If marketing budget is limited, a great way to make your interior design business more visible is through press. But how do go about pitching your project you are so proud of to relevant magazines or newspapers? What kind of content and information do you need in order to get your interior design project published in press?
How to get your interior design project published in press
Speaking to many interior designers, I realise that when it comes to promoting your business and projects, it can be a little bit overwhelming and daunting. Approaching pitching to press as a mini project or a campaign may relieve some of the anxiety and overwhelm.
Let’s look at what you need before you can pitch to press.
1. Great photography
In the fast-paced editorial world we are living, one cannot assume that ALL magazines and newspapers will be happy to shoot your project and print it three to six months later. It can happen, don’t get me wrong, but even before they reach out to you, they need to see well-photographed interiors to give them an indication whether the design project or story is worth pursuing and publishing.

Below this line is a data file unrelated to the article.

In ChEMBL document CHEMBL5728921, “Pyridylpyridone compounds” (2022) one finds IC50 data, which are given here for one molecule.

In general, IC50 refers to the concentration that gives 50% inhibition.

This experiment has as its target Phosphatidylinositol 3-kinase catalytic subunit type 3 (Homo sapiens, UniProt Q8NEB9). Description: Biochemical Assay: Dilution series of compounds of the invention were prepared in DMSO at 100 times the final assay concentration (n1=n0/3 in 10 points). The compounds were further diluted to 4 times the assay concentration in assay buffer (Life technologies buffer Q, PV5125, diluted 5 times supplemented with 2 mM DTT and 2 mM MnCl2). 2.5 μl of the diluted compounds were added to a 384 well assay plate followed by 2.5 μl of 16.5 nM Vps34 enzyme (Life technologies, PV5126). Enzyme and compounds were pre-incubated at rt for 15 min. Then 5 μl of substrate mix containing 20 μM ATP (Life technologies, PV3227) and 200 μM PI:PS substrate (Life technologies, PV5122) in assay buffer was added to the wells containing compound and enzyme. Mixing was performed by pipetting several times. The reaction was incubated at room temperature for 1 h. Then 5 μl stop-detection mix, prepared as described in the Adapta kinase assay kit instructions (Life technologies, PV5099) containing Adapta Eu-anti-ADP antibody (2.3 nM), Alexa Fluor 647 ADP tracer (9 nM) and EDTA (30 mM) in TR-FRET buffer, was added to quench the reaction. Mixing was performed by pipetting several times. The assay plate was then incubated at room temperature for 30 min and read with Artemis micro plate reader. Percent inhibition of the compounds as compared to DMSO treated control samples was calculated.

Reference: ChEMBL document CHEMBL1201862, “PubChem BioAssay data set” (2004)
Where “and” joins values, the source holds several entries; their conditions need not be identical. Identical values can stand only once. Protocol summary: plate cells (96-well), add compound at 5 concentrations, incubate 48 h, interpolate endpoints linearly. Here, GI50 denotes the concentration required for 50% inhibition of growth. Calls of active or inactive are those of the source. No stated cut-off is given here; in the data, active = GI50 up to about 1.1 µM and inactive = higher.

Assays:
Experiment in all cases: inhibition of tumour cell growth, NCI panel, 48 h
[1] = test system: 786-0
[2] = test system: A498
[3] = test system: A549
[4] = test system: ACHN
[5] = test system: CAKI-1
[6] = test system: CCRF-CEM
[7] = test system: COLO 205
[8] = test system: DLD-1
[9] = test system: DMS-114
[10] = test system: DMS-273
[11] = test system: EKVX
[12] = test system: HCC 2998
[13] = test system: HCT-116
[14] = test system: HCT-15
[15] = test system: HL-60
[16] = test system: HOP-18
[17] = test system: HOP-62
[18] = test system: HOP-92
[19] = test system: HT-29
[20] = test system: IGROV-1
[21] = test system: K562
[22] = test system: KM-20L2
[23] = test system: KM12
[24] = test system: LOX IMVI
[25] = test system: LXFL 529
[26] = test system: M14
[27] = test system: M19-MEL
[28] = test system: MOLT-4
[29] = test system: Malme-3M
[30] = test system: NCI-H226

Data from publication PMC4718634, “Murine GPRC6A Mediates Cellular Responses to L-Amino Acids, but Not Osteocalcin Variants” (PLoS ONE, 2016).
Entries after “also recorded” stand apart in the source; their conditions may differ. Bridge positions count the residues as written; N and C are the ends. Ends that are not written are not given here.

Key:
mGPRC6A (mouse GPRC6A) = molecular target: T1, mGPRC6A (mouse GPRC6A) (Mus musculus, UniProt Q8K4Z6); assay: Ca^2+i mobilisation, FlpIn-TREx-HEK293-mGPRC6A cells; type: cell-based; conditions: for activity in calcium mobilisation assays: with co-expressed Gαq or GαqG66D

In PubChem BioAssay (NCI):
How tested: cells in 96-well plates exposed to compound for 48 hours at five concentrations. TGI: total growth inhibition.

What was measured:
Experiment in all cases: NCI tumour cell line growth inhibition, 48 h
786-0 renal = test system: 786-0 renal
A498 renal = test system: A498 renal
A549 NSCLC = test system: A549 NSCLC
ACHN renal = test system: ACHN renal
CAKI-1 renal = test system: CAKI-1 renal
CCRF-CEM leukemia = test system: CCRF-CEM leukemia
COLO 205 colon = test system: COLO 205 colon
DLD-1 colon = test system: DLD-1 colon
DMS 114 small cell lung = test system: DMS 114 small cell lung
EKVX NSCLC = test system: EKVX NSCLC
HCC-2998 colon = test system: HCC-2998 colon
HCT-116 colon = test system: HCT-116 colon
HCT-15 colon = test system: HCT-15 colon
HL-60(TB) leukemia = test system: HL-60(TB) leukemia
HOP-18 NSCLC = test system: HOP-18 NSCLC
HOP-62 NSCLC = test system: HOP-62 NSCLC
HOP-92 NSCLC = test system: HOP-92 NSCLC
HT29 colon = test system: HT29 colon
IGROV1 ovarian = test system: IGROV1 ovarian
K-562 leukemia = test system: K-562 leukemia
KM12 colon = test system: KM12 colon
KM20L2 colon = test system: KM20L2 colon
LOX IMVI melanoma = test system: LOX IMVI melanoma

Print or online, majority of media companies rely on the business to provide them the content they need. So when you are pitching one of your projects, the quality of your photography is going to be a key element. Investing in professional photoshoots that help to capture the essence of your work can ensure that your design project stands a chance to get noticed.
TOP TIP: When photographing your project, make sure that each scene is captured well-lit and in both, portrait and landscape formats. Also, don’t forget to capture the details, especially when texture and contrast are important part of the design story.
2. Press release
To get your interior design project published in press, a well-structured press release is absolutely essential. It is a great vehicle to share information and more insight about the design project you are pitching. When writing a press release, think about the magazine’s audience and the reader, while keeping the journalist or editor in mind too. Use creative keywords to capture the attention, especially the headline, and describe your project, room by room, with the following:
- Where was the project located?
- Who was the client?
- What was the brief? And why?
- What was the concept behind the design?
- How did you use certain elements to meet the brief?
Providing such detailed description, the goal is simple: to give enough information to journalists or editors and to be published in their media outlets. Conclude your press release with a bit about your business – one or two sentences are enough, but if you want to share more use one paragraph. In “Notes to editors”, the very last section of your press release, include photographer credits and your contact details. Adding a link to the visual assets (photography) folder is also very helpful.
TOP TIP: Create your press release in MS Word or similar and also have a PDF version.